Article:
For many people, getting enough sleep each night can be a challenge. Not getting enough sleep can have serious consequences on your health and interfere with your daily life. Yet, how do you know if your sleep problems are serious enough to be deemed as chronic? Talk of feeling tired or underslept is often so normalised socially that it can be difficult to know whether your problems are big enough to take seriously.
In this article we take a look at the signs, symptoms, and causes of insomnia, as well as how much sleep we should be getting, and when it makes sense to seek medical help for your sleep problems.
It’s often very difficult to tell what is a normal amount of sleep and how much we really need. Traditionally, people have often been told that adults need 8 hours of sleep every night. Experts steer clear of this finite number and rather recommend paying attention to a range of hours as well as how tired you feel. Every mind and body is different, and people need different amounts of sleep, depending on numerous factors and influences.
On average, adults need 7 to 9 hours of sleep per night, children need 9 to 13 hours, and toddlers and babies need 12 to 17 hours. If you’re sleeping 7 hours a night and constantly feeling tired during the day, while your friend is sleeping 7 hours a night and feeling fine, chances are you may simply need more sleep than your friend does.
If someone has insomnia, it means that they regularly experience problems with sleeping.
Onset insomnia is the difficulty of falling asleep.
Maintenance insomnia is the difficulty of staying asleep once someone has fallen asleep.
Both onset and maintenance insomnia can be experienced together.
Insomnia can also be diagnosed as short-term insomnia or chronic insomnia. Short-term insomnia is typically defined as insomnia lasting up to 3 months, while chronic or long-term insomnia lasts 3 months or more.
Many people don’t realise that they’re suffering from insomnia, as they believe that insomnia means a person doesn’t get any sleep at all. It’s important to realise that even if you do get some amount of sleep throughout the night, you may still be experiencing insomnia.
Some common symptoms of insomnia include:
Regularly experiencing difficulty falling asleep
Regularly experiencing difficulty staying asleep
Fatigue, malaise, and sleepiness throughout the day
Difficulty focusing, maintaining attention, or remembering things
Impairments to their social, professional, and academic performance
Irritability and mood swings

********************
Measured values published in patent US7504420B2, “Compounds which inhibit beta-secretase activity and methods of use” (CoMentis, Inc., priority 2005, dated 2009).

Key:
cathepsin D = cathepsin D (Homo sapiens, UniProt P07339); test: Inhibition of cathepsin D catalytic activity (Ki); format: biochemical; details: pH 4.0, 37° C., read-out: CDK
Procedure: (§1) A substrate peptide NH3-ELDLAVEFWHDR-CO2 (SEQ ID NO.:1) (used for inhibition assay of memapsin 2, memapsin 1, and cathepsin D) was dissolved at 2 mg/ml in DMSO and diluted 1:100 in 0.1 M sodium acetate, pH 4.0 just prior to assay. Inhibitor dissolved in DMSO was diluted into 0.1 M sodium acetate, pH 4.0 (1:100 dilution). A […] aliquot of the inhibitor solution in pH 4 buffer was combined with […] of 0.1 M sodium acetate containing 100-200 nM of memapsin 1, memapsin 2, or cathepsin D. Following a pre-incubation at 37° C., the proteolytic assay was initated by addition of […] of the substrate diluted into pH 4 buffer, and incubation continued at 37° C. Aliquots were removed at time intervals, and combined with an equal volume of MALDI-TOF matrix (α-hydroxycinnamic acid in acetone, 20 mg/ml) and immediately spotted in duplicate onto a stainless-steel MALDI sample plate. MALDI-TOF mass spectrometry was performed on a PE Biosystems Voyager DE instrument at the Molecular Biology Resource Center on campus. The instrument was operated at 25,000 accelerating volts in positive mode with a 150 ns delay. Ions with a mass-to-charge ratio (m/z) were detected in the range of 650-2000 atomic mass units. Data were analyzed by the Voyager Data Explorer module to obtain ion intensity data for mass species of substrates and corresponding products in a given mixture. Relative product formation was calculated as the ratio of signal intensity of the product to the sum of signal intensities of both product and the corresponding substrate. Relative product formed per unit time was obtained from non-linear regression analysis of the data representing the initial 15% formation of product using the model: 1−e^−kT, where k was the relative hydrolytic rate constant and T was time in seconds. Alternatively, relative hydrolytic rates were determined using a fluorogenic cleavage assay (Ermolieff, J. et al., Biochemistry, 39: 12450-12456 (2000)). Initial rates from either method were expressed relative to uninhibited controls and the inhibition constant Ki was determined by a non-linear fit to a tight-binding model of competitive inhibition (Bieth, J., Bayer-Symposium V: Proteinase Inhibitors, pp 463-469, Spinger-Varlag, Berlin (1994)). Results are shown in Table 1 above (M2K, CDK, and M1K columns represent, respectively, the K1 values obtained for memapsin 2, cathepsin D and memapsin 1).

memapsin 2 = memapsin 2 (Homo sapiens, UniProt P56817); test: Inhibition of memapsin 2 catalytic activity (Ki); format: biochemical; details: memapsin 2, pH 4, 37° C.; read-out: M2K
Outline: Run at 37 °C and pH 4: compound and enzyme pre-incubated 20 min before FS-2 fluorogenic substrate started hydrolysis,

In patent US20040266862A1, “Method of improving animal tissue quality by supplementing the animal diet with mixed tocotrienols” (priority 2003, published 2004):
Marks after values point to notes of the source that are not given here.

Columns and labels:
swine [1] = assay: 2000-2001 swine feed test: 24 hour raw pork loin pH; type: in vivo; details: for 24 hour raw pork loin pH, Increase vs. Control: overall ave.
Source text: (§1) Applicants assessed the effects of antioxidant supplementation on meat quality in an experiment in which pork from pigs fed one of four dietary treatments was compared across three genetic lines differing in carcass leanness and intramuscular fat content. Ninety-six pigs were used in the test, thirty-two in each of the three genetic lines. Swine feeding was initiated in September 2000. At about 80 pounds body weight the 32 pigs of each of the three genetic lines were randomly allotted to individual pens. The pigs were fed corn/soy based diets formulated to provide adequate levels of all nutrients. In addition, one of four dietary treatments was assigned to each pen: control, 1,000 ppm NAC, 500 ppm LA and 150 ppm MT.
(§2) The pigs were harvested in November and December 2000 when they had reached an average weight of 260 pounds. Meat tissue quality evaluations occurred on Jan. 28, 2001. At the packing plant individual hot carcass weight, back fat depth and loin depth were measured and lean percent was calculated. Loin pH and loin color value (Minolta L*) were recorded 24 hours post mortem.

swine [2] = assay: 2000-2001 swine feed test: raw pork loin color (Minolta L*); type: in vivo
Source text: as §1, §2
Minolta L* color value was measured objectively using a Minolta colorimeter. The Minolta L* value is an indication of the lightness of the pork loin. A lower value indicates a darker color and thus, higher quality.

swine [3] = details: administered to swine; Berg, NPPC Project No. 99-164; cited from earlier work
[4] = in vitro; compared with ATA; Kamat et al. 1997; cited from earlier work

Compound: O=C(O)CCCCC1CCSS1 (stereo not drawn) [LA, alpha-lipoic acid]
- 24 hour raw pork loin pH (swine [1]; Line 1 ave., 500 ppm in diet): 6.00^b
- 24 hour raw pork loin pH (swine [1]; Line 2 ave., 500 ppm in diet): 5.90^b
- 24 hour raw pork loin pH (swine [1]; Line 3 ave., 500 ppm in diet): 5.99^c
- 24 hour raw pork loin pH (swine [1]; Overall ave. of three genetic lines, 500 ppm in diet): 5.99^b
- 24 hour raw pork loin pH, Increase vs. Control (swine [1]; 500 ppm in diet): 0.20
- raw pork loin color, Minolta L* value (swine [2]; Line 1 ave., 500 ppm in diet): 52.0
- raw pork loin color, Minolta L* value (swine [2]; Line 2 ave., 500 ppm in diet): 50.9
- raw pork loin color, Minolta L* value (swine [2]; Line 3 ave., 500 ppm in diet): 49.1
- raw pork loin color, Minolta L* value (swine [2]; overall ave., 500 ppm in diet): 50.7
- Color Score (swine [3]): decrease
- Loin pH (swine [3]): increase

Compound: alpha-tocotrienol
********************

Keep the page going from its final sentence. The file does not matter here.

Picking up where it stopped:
Hyperactivity or aggression
Increased errors and accidents throughout the day
If insomnia continues untreated, the sleep deprivation and disruptions to the essential bodily functions that occur during sleep can result in more serious problems and complications. Some examples include:
Anxiety and depression
High blood pressure
Metabolic and hormonal dysregulation
Respiratory and breathing problems
Substance dependence or abuse
Insomnia can result in serious health and lifestyle problems, affecting not just your physical and mental health, but also relationships, work and your enjoyment of life.
There are many common causes of insomnia that we can control with some level of ease, but it’s important to note that there are health conditions and medications that can also cause insomnia, and some conditions which may cause insomnia and in turn be exacerbated by the symptoms of insomnia. Some of the possible causes of insomnia are listed below:
Sleep apnoea or snoring and breathing difficulties
Mental health issues such as stress and anxiety
Mental illnesses such as schizophrenia or depression
Post-traumatic stress disorder
Nightmares or night terrors
Uncomfortable bedding or pillows
Uncomfortable sleep environment, such light, noise, or temperature issues
Prescribed or recreational drugs
You should consult with your doctor if you’re experiencing ongoing symptoms of insomnia that are impacting your daily life, or if you are in any case experiencing a persistent inability to fall or stay asleep.
Being able to bring some information about how frequently and intensely you experience these symptoms will help your doctor assess your situation. Keeping a sleep diary and making note of any symptoms is a great way to track your symptoms and how they change based on your habits during the day and any changes you make to sleep hygiene or other lifestyle factors. Document food, drink, and exercise, and any stressors that occur during the day, so that you and your doctor will be able to identify any patterns.
Whether or not you receive a diagnosis of insomnia, it’s possible to treat sleep problems and the symptoms that impact your life. Speak to your doctor about the best treatment for you and your unique situation, and learn about steps you can take to improve your sleep habits and increase your chances of having good quality sleep every night.